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A Room Full of Bones: The Dr Ruth Galloway Mysteries 4

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Perhaps because there were many disparate threads running through it to fully engage me but maybe because there wasn't an archaeological mystery at the heart of it. There are several strands to the plot - some of which are unnecessary and seem to have been thrown in simply to provide a few red herrings. In this novel the late autumn setting adds to the mysterious atmosphere and the richness of the story. Arriving to supervise the opening of a coffin, forensic archaeologist Ruth Galloway finds the museum curator dead.

Don't know what happened to the first review I wrote probably did something while playing with my phone!These two deaths could be from natural causes but DCI Harry Nelson isn't convinced, and it is only a matter of time before Ruth and Nelson cross paths once more. in " The BookBrowse Review" - BookBrowse's membership magazine, and in our weekly " Publishing This Week" newsletter. If you are the publisher or author and feel that they do not properly reflect the range of media opinion now available, send us a message with the mainstream reviews that you would like to see added.

She has dug up the bones of a girl who died over two thousand years ago, an Iron Age girl whose perfectly preserved arm still wore its bracelet of dried grass. With Nelson keeping his distance, Ruth finds herself torn between being relieved, yet also missing their connection. She has an uncomfortable relationship with her parents, born again Christians who, while adoring their granddaughter Kate, are voluably certain that Ruth will go to hell for having a child out of wedlock. If you work with human remains you get past that phase really quickly; or you never go through it, I never did. In this book I was so worried about the mystical and magical re curses and such and was so glad that eventually a scientific explanation was provided as a possible probably probable explanation.It was a chance remark of my husband's that gave me the idea for the first in the series, The Crossing Places. The dialogues and thoughts of the characters are repetitive, the characters are boring and selfish, the relationships between them shallow and the situations most of the time ridiculous! Another case for DI Nelson and it is not long before the dead body of the museum's owner lies dead in his stables too.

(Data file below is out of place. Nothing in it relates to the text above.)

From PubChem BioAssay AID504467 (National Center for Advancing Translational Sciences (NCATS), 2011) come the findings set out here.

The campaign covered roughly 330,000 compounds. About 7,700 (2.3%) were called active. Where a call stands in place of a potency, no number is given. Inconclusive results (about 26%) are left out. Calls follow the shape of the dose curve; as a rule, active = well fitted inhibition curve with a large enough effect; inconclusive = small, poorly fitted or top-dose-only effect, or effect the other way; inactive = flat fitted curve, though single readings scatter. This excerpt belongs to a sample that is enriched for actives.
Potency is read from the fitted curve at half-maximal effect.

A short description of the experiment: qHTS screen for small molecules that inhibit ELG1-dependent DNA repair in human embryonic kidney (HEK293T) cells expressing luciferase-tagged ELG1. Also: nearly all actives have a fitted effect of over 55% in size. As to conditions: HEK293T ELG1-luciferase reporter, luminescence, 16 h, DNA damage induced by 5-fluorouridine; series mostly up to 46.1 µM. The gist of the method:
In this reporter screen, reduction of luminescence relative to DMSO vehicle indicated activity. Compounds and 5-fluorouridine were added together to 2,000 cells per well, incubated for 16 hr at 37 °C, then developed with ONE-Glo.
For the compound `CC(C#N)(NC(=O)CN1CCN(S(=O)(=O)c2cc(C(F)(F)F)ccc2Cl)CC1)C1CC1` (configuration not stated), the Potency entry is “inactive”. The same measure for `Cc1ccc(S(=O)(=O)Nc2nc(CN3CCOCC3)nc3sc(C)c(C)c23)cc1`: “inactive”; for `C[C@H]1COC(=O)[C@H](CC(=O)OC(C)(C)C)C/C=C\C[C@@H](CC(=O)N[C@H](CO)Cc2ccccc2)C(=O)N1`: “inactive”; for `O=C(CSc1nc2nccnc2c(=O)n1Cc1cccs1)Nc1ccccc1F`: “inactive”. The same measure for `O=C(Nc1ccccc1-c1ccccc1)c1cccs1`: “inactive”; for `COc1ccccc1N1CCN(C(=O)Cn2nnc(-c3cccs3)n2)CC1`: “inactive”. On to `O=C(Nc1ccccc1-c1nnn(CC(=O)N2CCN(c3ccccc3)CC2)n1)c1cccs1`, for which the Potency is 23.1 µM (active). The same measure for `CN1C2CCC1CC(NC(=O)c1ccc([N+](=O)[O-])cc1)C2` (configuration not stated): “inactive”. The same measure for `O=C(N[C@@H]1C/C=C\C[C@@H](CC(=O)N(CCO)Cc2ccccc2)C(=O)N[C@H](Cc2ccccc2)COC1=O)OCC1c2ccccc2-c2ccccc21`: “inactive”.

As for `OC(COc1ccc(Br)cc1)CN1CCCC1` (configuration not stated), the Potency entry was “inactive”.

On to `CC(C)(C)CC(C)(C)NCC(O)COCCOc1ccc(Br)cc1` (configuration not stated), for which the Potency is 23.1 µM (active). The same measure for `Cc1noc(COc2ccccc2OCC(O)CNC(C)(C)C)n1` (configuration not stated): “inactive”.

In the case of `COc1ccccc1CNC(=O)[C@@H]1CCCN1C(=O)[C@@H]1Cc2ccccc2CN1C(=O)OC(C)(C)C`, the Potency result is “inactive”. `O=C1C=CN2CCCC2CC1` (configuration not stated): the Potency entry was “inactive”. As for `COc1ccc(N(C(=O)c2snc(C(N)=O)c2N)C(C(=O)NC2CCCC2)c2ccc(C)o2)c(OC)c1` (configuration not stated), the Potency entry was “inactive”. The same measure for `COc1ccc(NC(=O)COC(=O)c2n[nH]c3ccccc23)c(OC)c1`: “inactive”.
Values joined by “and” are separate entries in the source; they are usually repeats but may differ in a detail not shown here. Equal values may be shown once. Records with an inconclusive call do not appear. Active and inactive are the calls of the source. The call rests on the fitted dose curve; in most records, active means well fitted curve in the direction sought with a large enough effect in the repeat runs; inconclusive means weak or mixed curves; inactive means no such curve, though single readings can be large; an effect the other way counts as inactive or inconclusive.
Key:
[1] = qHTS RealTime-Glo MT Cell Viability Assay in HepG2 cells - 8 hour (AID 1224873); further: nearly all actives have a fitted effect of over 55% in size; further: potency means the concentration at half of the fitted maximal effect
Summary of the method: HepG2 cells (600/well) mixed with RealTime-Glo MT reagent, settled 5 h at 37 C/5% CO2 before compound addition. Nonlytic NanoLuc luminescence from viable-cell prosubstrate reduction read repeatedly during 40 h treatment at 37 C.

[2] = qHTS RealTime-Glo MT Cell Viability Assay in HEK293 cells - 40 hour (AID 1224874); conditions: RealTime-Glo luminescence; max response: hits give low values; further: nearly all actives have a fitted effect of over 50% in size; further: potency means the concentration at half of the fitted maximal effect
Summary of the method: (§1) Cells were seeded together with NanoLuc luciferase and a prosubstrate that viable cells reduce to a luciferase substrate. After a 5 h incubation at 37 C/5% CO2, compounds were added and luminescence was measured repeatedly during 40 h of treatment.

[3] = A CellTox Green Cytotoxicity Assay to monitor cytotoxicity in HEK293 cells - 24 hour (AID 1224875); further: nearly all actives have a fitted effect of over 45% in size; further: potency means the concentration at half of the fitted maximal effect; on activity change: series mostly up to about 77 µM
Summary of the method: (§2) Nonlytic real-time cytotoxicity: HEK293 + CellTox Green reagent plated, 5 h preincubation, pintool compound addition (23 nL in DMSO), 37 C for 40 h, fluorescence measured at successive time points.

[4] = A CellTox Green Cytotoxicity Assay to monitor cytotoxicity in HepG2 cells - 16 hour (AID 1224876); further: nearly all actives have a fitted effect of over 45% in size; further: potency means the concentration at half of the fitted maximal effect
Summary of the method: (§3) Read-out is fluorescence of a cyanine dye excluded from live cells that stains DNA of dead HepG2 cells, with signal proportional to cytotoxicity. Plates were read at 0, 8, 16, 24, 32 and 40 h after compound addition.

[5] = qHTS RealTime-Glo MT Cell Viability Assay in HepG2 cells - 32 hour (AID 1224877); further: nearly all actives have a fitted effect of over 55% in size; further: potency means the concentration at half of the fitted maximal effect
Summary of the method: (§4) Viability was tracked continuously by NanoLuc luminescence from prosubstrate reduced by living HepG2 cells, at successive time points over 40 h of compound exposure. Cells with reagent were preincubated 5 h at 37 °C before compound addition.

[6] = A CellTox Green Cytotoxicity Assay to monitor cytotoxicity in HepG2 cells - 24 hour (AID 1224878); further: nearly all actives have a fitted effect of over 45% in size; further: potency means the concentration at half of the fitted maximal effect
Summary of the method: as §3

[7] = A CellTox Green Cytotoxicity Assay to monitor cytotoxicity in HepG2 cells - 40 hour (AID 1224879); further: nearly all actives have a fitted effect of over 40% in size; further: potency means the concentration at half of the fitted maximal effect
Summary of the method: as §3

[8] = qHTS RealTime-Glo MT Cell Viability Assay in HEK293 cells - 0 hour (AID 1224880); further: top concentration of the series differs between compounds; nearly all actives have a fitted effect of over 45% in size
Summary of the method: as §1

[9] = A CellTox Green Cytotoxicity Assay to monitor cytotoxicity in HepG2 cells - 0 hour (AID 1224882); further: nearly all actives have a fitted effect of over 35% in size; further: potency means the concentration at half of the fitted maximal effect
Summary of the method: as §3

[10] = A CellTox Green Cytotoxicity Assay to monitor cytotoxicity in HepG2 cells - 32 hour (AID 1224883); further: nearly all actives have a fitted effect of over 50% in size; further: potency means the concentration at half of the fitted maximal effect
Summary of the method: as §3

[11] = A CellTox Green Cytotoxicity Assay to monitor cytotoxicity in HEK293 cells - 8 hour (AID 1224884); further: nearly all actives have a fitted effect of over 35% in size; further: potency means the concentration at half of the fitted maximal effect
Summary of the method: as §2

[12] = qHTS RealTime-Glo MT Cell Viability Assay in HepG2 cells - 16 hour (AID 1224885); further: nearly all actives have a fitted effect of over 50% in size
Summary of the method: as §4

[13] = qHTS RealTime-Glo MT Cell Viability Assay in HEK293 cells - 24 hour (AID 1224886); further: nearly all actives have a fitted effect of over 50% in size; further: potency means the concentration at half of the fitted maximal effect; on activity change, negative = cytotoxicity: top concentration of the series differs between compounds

Lab assistant at the university by day, druid and godparent by night, Cathbad's usual talent for embroiling himself in matters continues, from his friendship with Ruth's Aussie neighbour to his shadowy connections to the Elginists. Max, a fellow archaeologist who featured in book two, The Janus Stone, turns back up in Ruth’s life in A Room Full of Bones.Each mystery provides a complete plot line and an interesting archaeological angle, but it is very much the relationships that keep me engaged in this series. Griffith's novels occupy a world where modern science and new age mysticism coexist but her characters' flights of fancy are leavened by common sense and humanity' Sunday Times. Of course, disturbing the dead is an occupational hazard for archaeologists, but Ruth makes sure that no matter how long-dead the bones are, she always treats them with respect.

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